2010 Annual Report
1a.Objectives (from AD-416)
To accelerate and enhance the formulation of high performance insect diets that improve the fitness of mass reared insects used in research and insects used in the biological control of insect and weed pests by: .
1)improving the formulation of artificial diets and diet-delivery systems;.
2)determining the impact of nutrient substitutions on the efficiency of diet utilization; and.
3)developing genomic biomarkers to monitor fitness traits related to nutrition.
1b.Approach (from AD-416)
Formulation changes will be made to micronutrient levels and substitutions will be made for the fibrous, temperature sensitive and antibiotic materials in artificial diets as part of an empirical-based effort to improve artificial diets. Life history measurements will be used to assess the impact those dietary changes on the health of the insect. The impact of dietary component changes on the biochemical fate of nutrients will be monitored. Enzymatic activity and metabolism of nutrients will be used to assess the impact of dietary changes on the efficiency of nutrient absorbance and nutrient utilization. The use of genomic biomarkers as indicators of fitness for insects reared on diets varying in nutritional quality will be investigated. Differentially-expressed genes will be identified using suppressive subtractive hybridization and microarray analyses.
This project was terminated on March 25, 2010 and replaced with 3622-22000-033-00D. We fully met and exceeded the intent of objective 1 which focused on biology of natural enemies in Component 2A. As originally designed, target insects of these efforts included both beneficial and pest insects; specifically predatory insects, insects used in sterile-insect-technology programs and new invasive insects that vector plant diseases. We substantially met the intent of objective 2, which was to determine the impact of nutrient substitutions on the efficiency of diet utilization. Knowledge of the biochemical fate of several dietary components has been significantly increased and that knowledge is being used by several research groups. We fully met and exceeded the intent of objective 3, which was to develop genomic biomarkers to monitor fitness traits related to nutrition. We documented the value of the technology, identified biomarkers and transferred the methods to other researchers.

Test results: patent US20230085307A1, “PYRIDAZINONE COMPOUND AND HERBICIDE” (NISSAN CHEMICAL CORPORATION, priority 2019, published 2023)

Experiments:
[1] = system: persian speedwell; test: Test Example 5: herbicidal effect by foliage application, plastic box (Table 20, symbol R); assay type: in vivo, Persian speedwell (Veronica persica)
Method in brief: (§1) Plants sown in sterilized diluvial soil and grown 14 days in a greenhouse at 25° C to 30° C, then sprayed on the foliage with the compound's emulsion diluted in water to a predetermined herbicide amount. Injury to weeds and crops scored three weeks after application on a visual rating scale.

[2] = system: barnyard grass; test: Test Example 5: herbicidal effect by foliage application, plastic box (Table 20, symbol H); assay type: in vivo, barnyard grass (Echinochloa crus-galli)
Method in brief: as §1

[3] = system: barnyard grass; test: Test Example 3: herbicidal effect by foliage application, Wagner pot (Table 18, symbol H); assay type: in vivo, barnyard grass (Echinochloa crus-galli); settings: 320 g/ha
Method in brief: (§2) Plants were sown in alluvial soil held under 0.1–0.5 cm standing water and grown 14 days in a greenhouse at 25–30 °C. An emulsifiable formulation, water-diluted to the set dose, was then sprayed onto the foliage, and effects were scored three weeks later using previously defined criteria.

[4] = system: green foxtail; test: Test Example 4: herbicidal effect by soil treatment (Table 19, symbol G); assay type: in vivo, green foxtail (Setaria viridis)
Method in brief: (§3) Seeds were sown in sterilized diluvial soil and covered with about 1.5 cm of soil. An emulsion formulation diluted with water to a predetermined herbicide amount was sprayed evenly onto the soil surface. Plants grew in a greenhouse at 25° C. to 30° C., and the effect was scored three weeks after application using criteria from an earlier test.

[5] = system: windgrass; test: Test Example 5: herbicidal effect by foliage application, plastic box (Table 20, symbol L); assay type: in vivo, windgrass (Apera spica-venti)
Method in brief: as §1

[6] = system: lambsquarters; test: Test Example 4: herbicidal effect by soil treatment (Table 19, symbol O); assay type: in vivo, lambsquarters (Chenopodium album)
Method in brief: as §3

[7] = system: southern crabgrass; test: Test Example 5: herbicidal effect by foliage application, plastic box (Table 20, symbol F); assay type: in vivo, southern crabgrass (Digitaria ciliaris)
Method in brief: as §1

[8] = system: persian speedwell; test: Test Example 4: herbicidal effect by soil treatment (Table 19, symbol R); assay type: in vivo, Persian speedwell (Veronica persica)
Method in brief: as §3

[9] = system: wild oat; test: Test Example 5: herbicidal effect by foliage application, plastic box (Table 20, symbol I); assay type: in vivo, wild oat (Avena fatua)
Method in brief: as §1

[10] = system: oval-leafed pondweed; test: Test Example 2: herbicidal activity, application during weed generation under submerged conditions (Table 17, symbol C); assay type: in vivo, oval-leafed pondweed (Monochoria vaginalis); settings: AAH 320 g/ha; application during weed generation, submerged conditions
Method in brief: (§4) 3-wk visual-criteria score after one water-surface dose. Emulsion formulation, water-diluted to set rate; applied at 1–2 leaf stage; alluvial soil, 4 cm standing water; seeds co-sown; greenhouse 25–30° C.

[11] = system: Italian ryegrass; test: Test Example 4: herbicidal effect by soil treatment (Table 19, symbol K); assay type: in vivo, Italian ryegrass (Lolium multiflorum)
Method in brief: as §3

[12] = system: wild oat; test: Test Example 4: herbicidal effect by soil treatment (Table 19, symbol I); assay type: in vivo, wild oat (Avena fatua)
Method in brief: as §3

Measuring the potential impact plant fortification may have on biological control. One of the current plant breeding strategies involves plant biofortification as a means of improving the dietary quality of plants consumed by livestock and humans. It is important to understand the effect plant biofortification will have on biological control efforts. Previous studies have shown that beneficial pathogens are less effective in controlling pest insects that feed on biofortified diets. ARS researchers in Columbia, Missouri demonstrated that beneficial parasites benefit from their host insect feeding on biofortified diets. In contrast, we found that beneficial predators may be negatively impacted by their host feeding on biofortified diets. Collectively these findings indicate there will be a shift in the effectiveness of biological control agents in cropping systems comprised of nutritionally enhanced plants. Both researchers and commercial groups will find this information to be of considerable importance as they test ways to enhance a wide variety of nutritional substances in plants and as they attempt to protect those plants from insect damage.
Developing biomarkers for accessing nutritional quality. The use of artificial diets as substitutes for natural food sources has been a major advancement in rearing insects. Unfortunately, it frequently has taken years to develop a functional artificial diet. Reducing the time requirement for diet formulation and testing may now be possible through nutrigenomics, based on determining the influence of nutrition on gene expression. By interpreting gene expression response to changes in specific components in the diet ARS researchers in Columbia, Missouri correlated the physiological effects caused by dietary changes to biochemical processes. As potentially practical tools, we identified several genes and gene products that may serve as biological indicators of healthy and harmful dietary components. Having these biological indicators will assist researchers and insectaries in the production of high quality insects which will improve the outcome of research and the performance of commercially produced insects.